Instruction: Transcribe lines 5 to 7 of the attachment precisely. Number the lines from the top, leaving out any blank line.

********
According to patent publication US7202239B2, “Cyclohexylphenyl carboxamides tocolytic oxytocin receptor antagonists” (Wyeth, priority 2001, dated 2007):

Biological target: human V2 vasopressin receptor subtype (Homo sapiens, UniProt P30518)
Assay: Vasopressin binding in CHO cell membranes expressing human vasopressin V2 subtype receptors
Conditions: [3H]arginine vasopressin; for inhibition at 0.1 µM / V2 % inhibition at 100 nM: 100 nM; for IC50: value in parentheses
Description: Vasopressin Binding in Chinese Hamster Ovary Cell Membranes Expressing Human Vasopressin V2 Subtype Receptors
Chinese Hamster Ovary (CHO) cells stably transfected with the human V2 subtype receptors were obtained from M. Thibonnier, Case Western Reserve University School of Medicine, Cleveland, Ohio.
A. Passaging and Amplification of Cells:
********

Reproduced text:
Description: Vasopressin Binding in Chinese Hamster Ovary Cell Membranes Expressing Human Vasopressin V2 Subtype Receptors
Chinese Hamster Ovary (CHO) cells stably transfected with the human V2 subtype receptors were obtained from M. Thibonnier, Case Western Reserve University School of Medicine, Cleveland, Ohio.
A. Passaging and Amplification of Cells: